Using the Resource View in Deltek Vantagepoint is a quick and easy tool for project-based firms to determine which employees are properly scheduled or utilized, and/or those who may not have enough or too many hours planned. This view has a lot of valuable information on one screen and can sometimes seem a bit overwhelming. So, the content provided here in this blog, which is utilized with Resource Planning licensing, will assist you with the questions like “What do the blue/red/grey colors mean?” or “How is the utilization % calculated” and help make this form one of the most important tools in your firm’s resource management toolbox.
Three Show Capacity Views
There are three different options to monitor your resources: Planned Hours, Scheduled %, and Utilization %. Below you will find illustrations showing how these three views are calculated for you to better understand the information Resource View is displaying.
Planned Hours is the simplest of the calculations as it is what it says it is – all planned hours! Use this view to simply check each selected resource's total planned hours for the time period shown in the Forecast Range. Planned hours will be shown for all published plans for ALL types of projects – overhead, promotional, and regular projects. Planned hours will show even if the project is showing a capacity calculation of excluded from scheduled and utilized % on the project’s summary pane.
When you change the view from Planned Hours to Scheduled %, you will notice the “heat map” will appear. This “heat map” is used to visually draw a user’s attention to which resources are properly scheduled (grey), under scheduled (blue), or over scheduled (red) based on the firm’s chosen thresholds (Settings > Resource Planning > Resource Settings).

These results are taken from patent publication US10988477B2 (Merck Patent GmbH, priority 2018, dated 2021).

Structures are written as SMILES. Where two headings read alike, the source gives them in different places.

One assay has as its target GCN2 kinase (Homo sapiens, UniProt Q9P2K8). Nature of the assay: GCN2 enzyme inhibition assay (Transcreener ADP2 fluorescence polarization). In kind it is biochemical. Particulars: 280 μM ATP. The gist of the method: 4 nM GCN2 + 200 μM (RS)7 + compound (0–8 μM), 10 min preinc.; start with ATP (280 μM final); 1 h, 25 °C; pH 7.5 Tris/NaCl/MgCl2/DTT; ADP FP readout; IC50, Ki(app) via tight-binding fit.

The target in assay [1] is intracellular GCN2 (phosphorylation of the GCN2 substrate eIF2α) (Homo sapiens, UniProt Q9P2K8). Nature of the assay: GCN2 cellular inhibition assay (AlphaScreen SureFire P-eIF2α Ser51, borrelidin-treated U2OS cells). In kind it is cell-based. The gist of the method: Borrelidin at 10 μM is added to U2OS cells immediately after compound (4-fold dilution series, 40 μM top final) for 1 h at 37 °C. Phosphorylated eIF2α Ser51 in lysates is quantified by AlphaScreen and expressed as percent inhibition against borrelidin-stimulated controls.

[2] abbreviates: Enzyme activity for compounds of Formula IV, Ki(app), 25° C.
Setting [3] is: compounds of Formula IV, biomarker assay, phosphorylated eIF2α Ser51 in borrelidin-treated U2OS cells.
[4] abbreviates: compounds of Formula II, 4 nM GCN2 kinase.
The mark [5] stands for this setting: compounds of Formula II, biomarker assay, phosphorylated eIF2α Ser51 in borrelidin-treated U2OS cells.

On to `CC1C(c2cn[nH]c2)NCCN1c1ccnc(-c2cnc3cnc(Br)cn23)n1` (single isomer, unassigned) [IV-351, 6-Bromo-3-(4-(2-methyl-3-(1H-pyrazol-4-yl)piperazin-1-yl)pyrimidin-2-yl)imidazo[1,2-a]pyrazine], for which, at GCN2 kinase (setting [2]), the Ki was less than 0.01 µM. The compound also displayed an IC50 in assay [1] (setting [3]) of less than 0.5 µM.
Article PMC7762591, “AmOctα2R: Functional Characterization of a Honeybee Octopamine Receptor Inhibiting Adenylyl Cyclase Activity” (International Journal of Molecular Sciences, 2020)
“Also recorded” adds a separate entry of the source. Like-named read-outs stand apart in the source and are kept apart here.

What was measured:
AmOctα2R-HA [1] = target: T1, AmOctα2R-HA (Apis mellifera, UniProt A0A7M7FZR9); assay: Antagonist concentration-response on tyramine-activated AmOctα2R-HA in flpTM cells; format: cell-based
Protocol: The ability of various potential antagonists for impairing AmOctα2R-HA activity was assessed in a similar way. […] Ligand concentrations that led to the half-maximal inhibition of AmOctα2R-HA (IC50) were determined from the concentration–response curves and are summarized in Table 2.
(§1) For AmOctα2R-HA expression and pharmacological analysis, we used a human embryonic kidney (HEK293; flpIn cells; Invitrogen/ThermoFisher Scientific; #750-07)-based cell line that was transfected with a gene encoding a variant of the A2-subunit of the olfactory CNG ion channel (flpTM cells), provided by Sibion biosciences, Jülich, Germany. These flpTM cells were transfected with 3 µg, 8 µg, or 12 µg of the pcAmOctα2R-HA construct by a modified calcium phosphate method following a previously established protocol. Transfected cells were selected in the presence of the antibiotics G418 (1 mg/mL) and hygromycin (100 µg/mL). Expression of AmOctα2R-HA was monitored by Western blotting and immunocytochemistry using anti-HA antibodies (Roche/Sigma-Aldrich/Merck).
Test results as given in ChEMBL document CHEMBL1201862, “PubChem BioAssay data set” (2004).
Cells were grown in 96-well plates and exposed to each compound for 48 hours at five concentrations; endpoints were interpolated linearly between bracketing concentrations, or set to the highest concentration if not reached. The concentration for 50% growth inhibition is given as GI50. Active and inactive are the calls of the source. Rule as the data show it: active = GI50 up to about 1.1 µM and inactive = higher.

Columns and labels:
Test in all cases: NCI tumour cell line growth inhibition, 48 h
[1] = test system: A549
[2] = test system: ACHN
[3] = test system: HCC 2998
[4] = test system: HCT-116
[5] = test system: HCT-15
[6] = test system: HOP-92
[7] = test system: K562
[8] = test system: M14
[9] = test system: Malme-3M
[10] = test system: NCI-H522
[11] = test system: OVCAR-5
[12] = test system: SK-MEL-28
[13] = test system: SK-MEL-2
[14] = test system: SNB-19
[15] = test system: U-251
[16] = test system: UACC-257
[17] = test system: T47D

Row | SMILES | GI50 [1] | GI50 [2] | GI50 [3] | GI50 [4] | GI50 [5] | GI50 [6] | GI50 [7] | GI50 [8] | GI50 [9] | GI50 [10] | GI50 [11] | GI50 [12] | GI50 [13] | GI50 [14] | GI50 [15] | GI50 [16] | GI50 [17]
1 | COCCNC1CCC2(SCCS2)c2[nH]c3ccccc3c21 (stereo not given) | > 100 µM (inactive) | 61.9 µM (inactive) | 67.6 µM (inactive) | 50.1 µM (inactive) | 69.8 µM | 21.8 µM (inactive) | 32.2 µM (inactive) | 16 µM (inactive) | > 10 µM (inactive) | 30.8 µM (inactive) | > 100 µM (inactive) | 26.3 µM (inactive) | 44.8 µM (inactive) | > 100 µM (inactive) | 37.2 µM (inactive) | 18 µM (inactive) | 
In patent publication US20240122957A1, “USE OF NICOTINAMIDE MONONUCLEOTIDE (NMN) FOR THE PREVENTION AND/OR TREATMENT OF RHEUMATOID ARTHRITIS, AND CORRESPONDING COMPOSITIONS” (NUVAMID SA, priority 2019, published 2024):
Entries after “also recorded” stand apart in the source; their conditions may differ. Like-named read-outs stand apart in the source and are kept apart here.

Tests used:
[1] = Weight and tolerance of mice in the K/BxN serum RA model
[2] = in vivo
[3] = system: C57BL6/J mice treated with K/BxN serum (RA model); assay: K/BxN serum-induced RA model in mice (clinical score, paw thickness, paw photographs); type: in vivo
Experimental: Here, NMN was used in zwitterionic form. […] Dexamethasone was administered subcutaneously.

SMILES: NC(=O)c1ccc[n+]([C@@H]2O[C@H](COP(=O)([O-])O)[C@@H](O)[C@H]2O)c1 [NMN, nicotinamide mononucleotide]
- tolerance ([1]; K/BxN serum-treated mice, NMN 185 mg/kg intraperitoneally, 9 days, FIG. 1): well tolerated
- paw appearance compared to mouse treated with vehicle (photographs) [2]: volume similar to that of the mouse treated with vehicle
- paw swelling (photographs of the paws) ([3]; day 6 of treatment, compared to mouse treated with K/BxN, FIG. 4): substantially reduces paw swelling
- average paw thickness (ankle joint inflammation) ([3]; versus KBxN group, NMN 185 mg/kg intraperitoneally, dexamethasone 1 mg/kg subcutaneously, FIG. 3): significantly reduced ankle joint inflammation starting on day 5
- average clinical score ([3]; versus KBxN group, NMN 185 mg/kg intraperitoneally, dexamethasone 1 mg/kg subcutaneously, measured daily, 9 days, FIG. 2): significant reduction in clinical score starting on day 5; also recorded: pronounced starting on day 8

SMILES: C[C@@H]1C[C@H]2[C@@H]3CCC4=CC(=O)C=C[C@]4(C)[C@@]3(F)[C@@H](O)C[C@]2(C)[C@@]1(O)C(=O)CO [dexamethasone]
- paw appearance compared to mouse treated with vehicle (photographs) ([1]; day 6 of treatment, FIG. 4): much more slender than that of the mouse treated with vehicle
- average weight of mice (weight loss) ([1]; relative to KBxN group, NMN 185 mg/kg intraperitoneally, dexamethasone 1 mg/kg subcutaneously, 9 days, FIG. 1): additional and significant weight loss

The Scheduled % is a calculation of Planned Hours divided by Available Hours for the resource. This view is great to use to get an understanding of if a resource is too busy (red) or has availability to be assigned to more projects (blue) or if they are appropriately scheduled during the timeframe (grey).
- Planned Hours - this calculation will include all types of projects (regular, promotional, & overhead). However, if a project shows as “Excluded from Scheduled and Utilization” on the Project’s Summary tab, those planned hours will not be used in this calculation. Note that excluded hours will still show the hours when the details are expanded for the resource.
- Available Hours - these are calculated using the employee’s standard hours from their employee hub, less any non-workdays as indicated in Settings > Resource Planning > non-Workdays.